Just Before You Make a Career Transition

With the rapidly changing shape of work and life, it is no longer news that the average person will have a minimum of three careers in their life time. Making the right move at the right time and for the right reasons will go a long way to bring fulfillment and satisfaction to you. Therefore, it is important that you engage in a carefully thought out analysis of the various options whenever you are trying to make a shift in your career focus. The following considerations should always guide you in your quest.

How prepared are you? Most people make decisions in order to be in tune with popular demand. Because the economy is in bad shape and particular professions have been badly hit, is not an excuse to decide you want a career shift. Having come this far in your career, any change you are planning to make should be deliberate and purposeful. You must be convinced that it is something you will be happy with in the long run. You must transcend the bandwagon effect and ask the question of whether you are set to make the change from your present career.

Take an inventory of your current skills. Having decided on the need to cross over, the next thing to immediately do is to take inventory of your current skills, knowledge and experience and then see the gap that exist between them and your desired career. Then, start listing the various skills, knowledge and experience you need to bridge the gap. Seek out and talk to people in your would-be career to guide you through the process.

Develop a parallel career before switching over. Career experts will never fail to advise aspiring career changers on the importance of building a parallel career before making the actual shift. You can do this by seeking out volunteer, temporary or internship positions in your new career field before quitting your current job and searching for a full-time position in your new career field. This step is crucial because it acquaints you with your new area and gives some assurance to your would-be employer that you will be trainable, since you already have the basics.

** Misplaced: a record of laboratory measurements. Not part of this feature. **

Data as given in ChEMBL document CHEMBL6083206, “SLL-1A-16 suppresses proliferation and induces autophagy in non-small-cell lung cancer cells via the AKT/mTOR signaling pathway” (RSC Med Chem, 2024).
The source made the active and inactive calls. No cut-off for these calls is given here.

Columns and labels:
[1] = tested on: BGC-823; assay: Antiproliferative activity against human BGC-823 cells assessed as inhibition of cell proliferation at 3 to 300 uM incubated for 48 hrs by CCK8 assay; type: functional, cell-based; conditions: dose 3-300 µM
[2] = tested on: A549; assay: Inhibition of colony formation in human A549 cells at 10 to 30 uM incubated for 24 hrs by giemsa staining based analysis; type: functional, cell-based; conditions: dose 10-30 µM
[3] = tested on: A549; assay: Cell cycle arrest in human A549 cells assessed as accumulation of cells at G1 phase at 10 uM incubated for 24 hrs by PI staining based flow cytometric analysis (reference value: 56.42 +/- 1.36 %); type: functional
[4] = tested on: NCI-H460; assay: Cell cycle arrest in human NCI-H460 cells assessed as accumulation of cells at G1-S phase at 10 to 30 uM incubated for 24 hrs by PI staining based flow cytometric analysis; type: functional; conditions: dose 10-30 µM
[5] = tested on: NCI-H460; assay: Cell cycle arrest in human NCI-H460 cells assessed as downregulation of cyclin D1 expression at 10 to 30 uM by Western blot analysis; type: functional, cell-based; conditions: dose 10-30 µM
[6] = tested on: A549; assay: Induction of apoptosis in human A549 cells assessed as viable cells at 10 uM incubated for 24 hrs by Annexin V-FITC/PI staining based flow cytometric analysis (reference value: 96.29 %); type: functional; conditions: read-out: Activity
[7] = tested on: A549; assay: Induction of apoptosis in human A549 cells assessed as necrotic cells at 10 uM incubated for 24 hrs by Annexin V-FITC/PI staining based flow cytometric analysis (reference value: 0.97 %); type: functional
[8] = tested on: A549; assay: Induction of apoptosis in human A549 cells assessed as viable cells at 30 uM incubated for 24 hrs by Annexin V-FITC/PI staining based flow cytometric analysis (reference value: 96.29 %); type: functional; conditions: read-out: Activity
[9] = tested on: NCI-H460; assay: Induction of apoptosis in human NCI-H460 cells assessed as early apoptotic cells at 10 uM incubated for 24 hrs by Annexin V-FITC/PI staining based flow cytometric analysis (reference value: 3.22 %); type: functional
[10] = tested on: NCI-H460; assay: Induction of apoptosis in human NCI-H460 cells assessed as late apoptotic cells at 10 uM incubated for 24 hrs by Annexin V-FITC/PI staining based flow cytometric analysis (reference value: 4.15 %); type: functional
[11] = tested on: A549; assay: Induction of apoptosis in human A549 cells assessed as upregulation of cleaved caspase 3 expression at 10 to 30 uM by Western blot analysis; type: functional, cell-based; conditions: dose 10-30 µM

Consider your passion. If you are like most people, your first job after college must have been a child of necessity. You probably found yourself on that job, not because it was what you actually wanted but because you had limited choices when you were making the decision. It may have been possible that you had not clarified your career goals and determined what you actually want out of life when you made that first decision. Now that you have an idea of your passion and vision in life, do not decide on the next move without bringing them into the picture. When the chips are down and the going gets tough, it is your love for what you do that will sustain you.

Go for a functional rather than a chronological resume. When you are changing career, it pays to emphasize more on the skills, qualifications and certifications you have acquired, relevant to your new career, instead of detailing your previous work experience, which in most cases has little or no relevance to your desired career. As much as possible you will need to talk less about previous experience and blow up your other relevant assets.

You can talk to a career counselor or an HR expert to help you build a functional resume. It is your greatest tool in your career shift campaign.

Never decide on changing career for monetary reasons. I interviewed a friend who was contemplating a radical career change from the banking industry to the medical profession as a physical therapist. My first question to him was: what is your motivation for wanting to make this total switch? Certain careers are very enticing because of the material gains they offer, but be very careful of switching careers because of all the enticing benefits. Remember that you may make more money, but if you hate your new career, you will probably be spending that money on stress- and health-related expenses. A career that is hot today could be gone tomorrow, so dig deeper.

The Author is a Business Psychologist, a Career Coach and a Life-span Development Consultant. He currently researches into the mind and brain and how they can be used to maximize our potential for unlimited achievement.